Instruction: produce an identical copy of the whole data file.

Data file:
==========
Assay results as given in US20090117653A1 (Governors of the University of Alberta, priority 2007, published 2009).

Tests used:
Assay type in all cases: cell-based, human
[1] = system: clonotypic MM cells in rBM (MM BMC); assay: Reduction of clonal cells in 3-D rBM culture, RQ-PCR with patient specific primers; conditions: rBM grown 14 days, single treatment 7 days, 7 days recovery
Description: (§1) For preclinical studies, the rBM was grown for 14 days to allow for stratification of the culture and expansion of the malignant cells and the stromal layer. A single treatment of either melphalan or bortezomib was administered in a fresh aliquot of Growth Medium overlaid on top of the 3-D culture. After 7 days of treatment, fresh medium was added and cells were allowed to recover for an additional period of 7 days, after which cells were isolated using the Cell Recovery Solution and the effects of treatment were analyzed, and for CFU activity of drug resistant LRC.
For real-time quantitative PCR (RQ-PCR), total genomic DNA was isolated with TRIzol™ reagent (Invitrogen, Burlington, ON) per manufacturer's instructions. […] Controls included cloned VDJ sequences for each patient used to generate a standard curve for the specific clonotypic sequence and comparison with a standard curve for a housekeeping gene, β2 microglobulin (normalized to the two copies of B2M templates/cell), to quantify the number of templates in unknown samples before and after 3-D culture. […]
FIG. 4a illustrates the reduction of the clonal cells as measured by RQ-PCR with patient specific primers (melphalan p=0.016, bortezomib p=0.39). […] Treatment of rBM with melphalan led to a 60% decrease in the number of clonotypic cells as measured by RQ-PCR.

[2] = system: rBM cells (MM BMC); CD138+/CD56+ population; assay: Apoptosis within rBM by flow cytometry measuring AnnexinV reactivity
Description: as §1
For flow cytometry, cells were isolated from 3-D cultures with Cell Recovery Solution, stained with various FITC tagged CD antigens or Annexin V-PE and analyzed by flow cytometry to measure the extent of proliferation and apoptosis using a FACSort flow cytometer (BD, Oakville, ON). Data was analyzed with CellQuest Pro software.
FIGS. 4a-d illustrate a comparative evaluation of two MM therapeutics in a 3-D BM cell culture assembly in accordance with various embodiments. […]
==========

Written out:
Assay results as given in US20090117653A1 (Governors of the University of Alberta, priority 2007, published 2009).

Tests used:
Assay type in all cases: cell-based, human
[1] = system: clonotypic MM cells in rBM (MM BMC); assay: Reduction of clonal cells in 3-D rBM culture, RQ-PCR with patient specific primers; conditions: rBM grown 14 days, single treatment 7 days, 7 days recovery
Description: (§1) For preclinical studies, the rBM was grown for 14 days to allow for stratification of the culture and expansion of the malignant cells and the stromal layer. A single treatment of either melphalan or bortezomib was administered in a fresh aliquot of Growth Medium overlaid on top of the 3-D culture. After 7 days of treatment, fresh medium was added and cells were allowed to recover for an additional period of 7 days, after which cells were isolated using the Cell Recovery Solution and the effects of treatment were analyzed, and for CFU activity of drug resistant LRC.
For real-time quantitative PCR (RQ-PCR), total genomic DNA was isolated with TRIzol™ reagent (Invitrogen, Burlington, ON) per manufacturer's instructions. […] Controls included cloned VDJ sequences for each patient used to generate a standard curve for the specific clonotypic sequence and comparison with a standard curve for a housekeeping gene, β2 microglobulin (normalized to the two copies of B2M templates/cell), to quantify the number of templates in unknown samples before and after 3-D culture. […]
FIG. 4a illustrates the reduction of the clonal cells as measured by RQ-PCR with patient specific primers (melphalan p=0.016, bortezomib p=0.39). […] Treatment of rBM with melphalan led to a 60% decrease in the number of clonotypic cells as measured by RQ-PCR.

[2] = system: rBM cells (MM BMC); CD138+/CD56+ population; assay: Apoptosis within rBM by flow cytometry measuring AnnexinV reactivity
Description: as §1
For flow cytometry, cells were isolated from 3-D cultures with Cell Recovery Solution, stained with various FITC tagged CD antigens or Annexin V-PE and analyzed by flow cytometry to measure the extent of proliferation and apoptosis using a FACSort flow cytometer (BD, Oakville, ON). Data was analyzed with CellQuest Pro software.
FIGS. 4a-d illustrate a comparative evaluation of two MM therapeutics in a 3-D BM cell culture assembly in accordance with various embodiments. […]